In contemporary, there is much less emphasis on a seamless passagio, often the chest voice is carried to the extreme creating the sound referred to as “belting.” It is not uncommon for a singer to have a strong chest voice, but then make a noticeable leap up to the light, less focused sound of the head voice. However, when a contemporary singer cleanly goes through the passagio, people notice how talented these individuals are to have such a “strong and wide” range. The “break” (I hate this term because nothing in your voice is actually broken, but rather refers to the end of a certain register) in the registers is sometimes used by contemporary artists to create dramatic effect.
The human body contains its own resonant spaces that allow the vibrations from the vocal fold to manifest and amplify the sound produced. The body contains four main resonant chambers that every singer should know about: head, mouth, nasal, and chest. These should not be confused with registers. These are the spaces that assist in creating a certain loudness without straining the voice.
In classical music, the objective is to create as much space as possible in all of the available resonant space. The only space that is not used in classical singing is the mouth resonance, primarily due to the soft tissue (jaws and tongue) that acts as a sound absorbing entity. The act of creating space is achieved by lowering the larynx and raising the soft palate in order to have full access to the other three resonators. The proper use of these resonant spaces result in the classical singer’s independence from amplification devices.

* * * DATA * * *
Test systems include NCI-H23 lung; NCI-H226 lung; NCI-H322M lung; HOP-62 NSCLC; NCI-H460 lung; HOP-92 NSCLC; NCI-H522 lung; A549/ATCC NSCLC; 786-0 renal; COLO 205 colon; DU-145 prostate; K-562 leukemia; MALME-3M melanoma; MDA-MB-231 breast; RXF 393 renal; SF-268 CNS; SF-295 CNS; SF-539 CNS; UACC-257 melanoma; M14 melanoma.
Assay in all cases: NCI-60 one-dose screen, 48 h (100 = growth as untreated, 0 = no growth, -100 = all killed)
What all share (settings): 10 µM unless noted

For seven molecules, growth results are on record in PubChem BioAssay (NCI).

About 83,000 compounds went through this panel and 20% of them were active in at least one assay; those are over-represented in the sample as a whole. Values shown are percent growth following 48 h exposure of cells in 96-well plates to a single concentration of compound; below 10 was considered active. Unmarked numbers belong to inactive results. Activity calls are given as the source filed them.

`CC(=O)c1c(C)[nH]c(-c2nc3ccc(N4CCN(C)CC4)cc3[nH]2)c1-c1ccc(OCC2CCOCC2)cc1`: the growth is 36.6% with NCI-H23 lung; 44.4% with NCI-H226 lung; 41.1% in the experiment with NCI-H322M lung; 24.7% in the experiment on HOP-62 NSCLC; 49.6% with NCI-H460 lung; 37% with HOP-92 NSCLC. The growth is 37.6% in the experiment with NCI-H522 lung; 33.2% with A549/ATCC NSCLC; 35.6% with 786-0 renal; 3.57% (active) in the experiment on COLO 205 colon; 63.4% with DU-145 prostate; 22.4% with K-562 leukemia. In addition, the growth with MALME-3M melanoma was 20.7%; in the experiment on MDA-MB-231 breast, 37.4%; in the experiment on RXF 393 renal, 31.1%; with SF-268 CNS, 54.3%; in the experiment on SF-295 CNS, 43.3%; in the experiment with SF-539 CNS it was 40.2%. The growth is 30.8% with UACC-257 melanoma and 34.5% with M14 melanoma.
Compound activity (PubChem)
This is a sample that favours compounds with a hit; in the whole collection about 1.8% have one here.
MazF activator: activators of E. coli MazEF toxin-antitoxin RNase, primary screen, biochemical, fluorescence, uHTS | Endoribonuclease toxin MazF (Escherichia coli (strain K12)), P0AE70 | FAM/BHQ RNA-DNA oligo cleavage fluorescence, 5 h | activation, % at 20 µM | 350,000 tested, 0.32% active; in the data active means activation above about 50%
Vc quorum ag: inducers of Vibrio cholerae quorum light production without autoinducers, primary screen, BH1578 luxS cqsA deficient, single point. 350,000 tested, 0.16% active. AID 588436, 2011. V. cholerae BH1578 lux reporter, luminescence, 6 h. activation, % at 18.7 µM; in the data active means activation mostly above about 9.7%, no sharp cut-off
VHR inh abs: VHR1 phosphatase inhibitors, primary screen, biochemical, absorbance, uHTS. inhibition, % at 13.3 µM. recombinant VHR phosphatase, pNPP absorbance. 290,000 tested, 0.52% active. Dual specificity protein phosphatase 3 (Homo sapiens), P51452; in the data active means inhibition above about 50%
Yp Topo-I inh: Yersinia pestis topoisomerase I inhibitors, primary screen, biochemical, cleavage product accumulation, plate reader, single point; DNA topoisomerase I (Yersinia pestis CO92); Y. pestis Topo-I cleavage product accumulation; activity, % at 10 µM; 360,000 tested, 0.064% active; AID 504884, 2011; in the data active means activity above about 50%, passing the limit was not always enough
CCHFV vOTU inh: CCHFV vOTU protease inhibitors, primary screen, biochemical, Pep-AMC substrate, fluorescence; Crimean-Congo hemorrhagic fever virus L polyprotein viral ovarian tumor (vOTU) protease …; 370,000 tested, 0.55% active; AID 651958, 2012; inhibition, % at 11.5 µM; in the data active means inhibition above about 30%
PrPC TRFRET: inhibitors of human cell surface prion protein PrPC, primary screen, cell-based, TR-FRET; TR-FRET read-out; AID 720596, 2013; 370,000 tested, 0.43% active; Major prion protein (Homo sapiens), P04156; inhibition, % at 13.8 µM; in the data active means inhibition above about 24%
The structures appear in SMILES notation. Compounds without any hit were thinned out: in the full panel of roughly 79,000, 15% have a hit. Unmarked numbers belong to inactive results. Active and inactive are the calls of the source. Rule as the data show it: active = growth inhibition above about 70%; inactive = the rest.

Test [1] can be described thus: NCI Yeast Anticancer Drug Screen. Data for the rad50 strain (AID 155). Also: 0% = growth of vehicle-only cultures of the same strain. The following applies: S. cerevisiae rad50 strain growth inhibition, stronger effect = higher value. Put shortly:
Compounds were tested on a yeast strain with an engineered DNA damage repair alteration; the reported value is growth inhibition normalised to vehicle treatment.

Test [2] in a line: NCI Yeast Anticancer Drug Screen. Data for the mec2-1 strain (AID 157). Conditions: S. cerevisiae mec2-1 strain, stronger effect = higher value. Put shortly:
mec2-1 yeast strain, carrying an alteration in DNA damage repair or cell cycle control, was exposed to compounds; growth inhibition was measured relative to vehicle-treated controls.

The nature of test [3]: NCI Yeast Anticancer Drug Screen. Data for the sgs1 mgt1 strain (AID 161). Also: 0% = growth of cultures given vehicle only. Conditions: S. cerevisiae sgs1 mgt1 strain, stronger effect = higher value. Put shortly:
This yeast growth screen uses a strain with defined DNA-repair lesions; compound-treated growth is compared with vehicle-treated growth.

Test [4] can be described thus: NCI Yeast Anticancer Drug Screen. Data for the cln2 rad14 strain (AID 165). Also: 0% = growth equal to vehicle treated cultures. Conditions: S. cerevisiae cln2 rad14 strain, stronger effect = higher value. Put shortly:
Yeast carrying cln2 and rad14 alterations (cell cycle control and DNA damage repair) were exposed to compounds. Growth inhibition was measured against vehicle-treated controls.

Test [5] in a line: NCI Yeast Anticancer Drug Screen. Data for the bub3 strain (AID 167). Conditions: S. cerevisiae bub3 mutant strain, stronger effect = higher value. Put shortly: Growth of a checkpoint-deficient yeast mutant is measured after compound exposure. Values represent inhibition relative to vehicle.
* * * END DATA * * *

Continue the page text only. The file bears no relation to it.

The contemporary genres each use resonant spaces differently. In popular music, the performer often sings with the mouth resonance, or the speaking resonance, because the music tends to be conversational. In music theatre, the placement tends to lie in the nasal/mask resonance, and has a very forward sound. Rock, alternative, rhythm and blues, and jazz all rely heavily on the microphone, as does popular music and similarly, resonation is not as emphasized, although a good balance is desirable.